AMD reportedly Issues AGESA microcode for Ryzen to improve RAM compatibility

PCs with AMD processors blocked for Win10 build 17035

Reports are coming in claiming that AMD has already provided motherboard manufacturers with a new AGESA microcode for Ryzen, which they can incorporate into their UEFI versions. This new code is designed to improve the compatibility of RAM modules with the new AM4 platform.

AGESA stands for AMD’s Generic Encapsulated Software Architecture, which is defined as a protocol that is used on AMD64 mainboards to initialize important system components such as CPU cores, and memory. This should mean the new microcode will improve DDR4 memory support quirks with their Ryzen CPUs, which are reportedly having performance issues at high-frequency RAM.

Read More: AMD to unveil a new X399 16-core Ryzen CPU at Computex 2017?

AGESA microcode for Ryzen to improve RAM compatibility

AMD has reportedly released the AGESA microcode for Ryzen, which should come our way within new UEFI/BIOS files for AM4 motherboard. This will however depend on how long it takes board makers to test the new microcode before making it available to users in their next UEFI update.

Some board players are expecting the microcode release to increase the clock speed of the existing RAM modules, and help achieve higher performance in games. AMD itself mentioned in its Gaming blog that higher data rate of your memory subsystem should alleviate possible bottlenecks related to their Data Fabric, and thus allow for increased performance in multiple scenerios.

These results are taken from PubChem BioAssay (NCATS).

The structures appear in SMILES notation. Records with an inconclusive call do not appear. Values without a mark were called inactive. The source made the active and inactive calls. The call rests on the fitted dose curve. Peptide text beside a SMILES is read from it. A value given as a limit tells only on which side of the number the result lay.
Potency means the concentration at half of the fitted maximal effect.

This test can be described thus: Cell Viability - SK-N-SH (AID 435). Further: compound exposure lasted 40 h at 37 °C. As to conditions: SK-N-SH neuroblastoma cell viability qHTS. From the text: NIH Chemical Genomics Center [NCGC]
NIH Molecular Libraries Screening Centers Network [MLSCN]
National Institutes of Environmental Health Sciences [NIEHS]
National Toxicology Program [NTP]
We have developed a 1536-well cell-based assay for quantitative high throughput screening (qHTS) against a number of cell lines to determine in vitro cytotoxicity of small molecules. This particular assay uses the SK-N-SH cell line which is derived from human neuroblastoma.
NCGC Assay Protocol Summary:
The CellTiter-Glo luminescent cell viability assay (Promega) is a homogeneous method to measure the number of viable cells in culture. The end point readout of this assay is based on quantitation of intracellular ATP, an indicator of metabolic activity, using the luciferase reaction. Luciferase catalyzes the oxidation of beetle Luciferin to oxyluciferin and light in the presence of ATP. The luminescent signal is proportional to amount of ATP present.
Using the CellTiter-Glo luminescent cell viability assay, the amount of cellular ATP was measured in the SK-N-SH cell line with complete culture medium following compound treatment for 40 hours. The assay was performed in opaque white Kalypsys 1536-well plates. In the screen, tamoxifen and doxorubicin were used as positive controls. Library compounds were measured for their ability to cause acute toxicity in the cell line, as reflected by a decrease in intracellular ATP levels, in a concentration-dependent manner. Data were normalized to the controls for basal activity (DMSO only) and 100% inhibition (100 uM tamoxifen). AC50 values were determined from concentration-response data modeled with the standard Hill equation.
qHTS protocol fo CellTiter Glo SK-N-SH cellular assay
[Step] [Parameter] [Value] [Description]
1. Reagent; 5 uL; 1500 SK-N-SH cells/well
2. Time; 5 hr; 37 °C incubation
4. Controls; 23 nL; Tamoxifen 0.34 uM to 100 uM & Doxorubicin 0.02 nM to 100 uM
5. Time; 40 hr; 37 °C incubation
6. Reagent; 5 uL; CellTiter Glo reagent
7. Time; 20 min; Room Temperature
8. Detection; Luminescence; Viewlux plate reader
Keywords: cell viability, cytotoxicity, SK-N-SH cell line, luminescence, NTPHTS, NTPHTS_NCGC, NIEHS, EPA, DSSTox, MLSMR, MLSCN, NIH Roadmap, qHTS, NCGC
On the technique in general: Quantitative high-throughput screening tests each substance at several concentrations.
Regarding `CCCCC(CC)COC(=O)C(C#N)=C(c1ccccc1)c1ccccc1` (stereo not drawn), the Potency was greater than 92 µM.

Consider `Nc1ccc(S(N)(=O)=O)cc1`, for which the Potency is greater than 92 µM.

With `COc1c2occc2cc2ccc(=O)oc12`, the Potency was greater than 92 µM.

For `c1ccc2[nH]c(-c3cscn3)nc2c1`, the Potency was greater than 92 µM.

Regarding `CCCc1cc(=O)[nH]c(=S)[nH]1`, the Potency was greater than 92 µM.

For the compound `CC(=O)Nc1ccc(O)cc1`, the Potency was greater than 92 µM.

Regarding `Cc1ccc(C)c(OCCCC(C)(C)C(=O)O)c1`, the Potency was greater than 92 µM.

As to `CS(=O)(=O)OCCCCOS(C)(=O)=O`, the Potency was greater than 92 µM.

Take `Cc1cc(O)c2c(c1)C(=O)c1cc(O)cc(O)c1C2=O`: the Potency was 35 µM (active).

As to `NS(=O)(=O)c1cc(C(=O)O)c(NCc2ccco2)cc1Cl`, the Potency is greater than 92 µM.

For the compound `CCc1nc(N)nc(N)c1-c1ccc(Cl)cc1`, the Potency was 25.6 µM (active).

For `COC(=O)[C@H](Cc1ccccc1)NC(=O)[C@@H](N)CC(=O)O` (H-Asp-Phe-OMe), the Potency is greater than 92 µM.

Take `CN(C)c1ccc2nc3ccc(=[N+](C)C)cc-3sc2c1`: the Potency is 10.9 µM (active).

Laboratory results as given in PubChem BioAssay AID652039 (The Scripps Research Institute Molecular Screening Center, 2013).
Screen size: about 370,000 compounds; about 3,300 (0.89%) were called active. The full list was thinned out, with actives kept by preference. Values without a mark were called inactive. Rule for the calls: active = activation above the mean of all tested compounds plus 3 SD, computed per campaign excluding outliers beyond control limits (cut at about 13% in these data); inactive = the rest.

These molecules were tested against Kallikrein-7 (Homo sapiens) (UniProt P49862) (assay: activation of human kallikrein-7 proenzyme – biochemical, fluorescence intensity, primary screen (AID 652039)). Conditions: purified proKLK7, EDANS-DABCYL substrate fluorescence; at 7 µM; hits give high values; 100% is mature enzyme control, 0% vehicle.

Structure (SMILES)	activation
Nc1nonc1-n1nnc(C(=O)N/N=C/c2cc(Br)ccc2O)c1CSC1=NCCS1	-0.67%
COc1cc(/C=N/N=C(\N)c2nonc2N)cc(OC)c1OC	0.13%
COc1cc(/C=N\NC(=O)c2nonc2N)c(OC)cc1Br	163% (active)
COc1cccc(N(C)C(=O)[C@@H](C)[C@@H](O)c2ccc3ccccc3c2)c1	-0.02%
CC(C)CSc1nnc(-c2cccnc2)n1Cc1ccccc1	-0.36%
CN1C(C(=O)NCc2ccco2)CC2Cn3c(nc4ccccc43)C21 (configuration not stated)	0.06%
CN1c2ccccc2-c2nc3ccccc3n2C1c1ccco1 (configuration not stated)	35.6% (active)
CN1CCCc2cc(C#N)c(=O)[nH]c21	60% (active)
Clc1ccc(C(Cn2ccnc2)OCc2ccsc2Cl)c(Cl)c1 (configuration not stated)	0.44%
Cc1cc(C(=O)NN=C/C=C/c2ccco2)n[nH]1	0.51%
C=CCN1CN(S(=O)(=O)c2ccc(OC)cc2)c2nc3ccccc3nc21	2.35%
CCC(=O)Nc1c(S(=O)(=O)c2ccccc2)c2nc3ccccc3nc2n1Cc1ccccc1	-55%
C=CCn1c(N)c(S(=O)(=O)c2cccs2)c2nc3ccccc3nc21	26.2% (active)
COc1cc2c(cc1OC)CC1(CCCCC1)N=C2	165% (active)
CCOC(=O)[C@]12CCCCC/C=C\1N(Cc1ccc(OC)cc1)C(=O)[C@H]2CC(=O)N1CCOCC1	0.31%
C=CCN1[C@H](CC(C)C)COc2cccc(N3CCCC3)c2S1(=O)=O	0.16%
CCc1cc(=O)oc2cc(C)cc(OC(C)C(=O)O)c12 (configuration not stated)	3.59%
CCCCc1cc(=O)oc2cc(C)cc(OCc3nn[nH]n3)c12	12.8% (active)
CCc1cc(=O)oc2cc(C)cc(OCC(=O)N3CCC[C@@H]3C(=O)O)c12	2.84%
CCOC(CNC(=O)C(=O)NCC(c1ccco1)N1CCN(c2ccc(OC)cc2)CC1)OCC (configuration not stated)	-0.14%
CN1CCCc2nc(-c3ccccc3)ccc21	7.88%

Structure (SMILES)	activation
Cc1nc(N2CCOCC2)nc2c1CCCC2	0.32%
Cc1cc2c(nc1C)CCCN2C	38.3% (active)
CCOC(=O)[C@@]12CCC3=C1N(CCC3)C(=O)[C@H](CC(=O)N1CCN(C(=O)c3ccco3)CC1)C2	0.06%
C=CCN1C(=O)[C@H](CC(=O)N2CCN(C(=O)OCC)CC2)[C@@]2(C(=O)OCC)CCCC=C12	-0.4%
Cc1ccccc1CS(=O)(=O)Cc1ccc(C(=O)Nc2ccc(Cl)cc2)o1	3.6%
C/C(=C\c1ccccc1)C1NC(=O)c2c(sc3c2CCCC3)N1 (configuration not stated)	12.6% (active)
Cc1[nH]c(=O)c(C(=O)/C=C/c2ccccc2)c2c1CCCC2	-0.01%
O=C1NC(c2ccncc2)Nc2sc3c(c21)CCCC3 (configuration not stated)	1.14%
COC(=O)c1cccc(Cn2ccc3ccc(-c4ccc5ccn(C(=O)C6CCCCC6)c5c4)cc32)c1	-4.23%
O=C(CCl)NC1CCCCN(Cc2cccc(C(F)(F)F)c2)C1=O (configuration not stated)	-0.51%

In the same blog post, AMD announced it will push updates in regards to memory support to board makers this May. The updates would enable support for memory at speeds “higher than the current DDR4-3200 limit without refclk adjustments.” So it’s possible that the new AGESA microcode for Ryzen will fix memory-related errors rather than necessarily increasing the performance.

In related news, AMD has identified the root cause of Ryzen system crashes caused by a set of FMA3 instructions. The company will soon distribute BIOS changes to board makers to resolve the issue.

DON’T MISS: AMD Radeon RX 500 series to use 14nm LPP Polaris 20 and Polaris 21 GPUs >>

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